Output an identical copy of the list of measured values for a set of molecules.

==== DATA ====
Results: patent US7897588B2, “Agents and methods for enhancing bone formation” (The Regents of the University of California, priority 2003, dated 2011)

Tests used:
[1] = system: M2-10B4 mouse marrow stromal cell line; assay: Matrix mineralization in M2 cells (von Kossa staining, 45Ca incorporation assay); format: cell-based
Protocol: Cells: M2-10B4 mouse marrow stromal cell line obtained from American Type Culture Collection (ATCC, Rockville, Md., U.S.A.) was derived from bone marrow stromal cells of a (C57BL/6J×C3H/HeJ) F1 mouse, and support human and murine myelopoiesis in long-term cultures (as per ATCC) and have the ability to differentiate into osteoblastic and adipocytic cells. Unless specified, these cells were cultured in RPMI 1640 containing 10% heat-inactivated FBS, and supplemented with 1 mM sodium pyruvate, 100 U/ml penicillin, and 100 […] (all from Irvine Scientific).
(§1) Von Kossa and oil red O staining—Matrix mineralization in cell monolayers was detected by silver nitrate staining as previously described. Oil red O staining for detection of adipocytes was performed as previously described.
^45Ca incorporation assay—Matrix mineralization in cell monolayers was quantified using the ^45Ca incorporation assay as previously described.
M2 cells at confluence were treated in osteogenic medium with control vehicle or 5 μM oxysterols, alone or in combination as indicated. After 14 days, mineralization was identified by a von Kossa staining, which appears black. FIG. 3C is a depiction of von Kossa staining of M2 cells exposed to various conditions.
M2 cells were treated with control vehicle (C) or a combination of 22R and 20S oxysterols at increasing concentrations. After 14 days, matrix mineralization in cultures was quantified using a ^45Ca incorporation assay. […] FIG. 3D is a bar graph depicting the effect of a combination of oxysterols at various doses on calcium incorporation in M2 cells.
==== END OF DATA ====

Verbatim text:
Results: patent US7897588B2, “Agents and methods for enhancing bone formation” (The Regents of the University of California, priority 2003, dated 2011)

Tests used:
[1] = system: M2-10B4 mouse marrow stromal cell line; assay: Matrix mineralization in M2 cells (von Kossa staining, 45Ca incorporation assay); format: cell-based
Protocol: Cells: M2-10B4 mouse marrow stromal cell line obtained from American Type Culture Collection (ATCC, Rockville, Md., U.S.A.) was derived from bone marrow stromal cells of a (C57BL/6J×C3H/HeJ) F1 mouse, and support human and murine myelopoiesis in long-term cultures (as per ATCC) and have the ability to differentiate into osteoblastic and adipocytic cells. Unless specified, these cells were cultured in RPMI 1640 containing 10% heat-inactivated FBS, and supplemented with 1 mM sodium pyruvate, 100 U/ml penicillin, and 100 […] (all from Irvine Scientific).
(§1) Von Kossa and oil red O staining—Matrix mineralization in cell monolayers was detected by silver nitrate staining as previously described. Oil red O staining for detection of adipocytes was performed as previously described.
^45Ca incorporation assay—Matrix mineralization in cell monolayers was quantified using the ^45Ca incorporation assay as previously described.
M2 cells at confluence were treated in osteogenic medium with control vehicle or 5 μM oxysterols, alone or in combination as indicated. After 14 days, mineralization was identified by a von Kossa staining, which appears black. FIG. 3C is a depiction of von Kossa staining of M2 cells exposed to various conditions.
M2 cells were treated with control vehicle (C) or a combination of 22R and 20S oxysterols at increasing concentrations. After 14 days, matrix mineralization in cultures was quantified using a ^45Ca incorporation assay. […] FIG. 3D is a bar graph depicting the effect of a combination of oxysterols at various doses on calcium incorporation in M2 cells.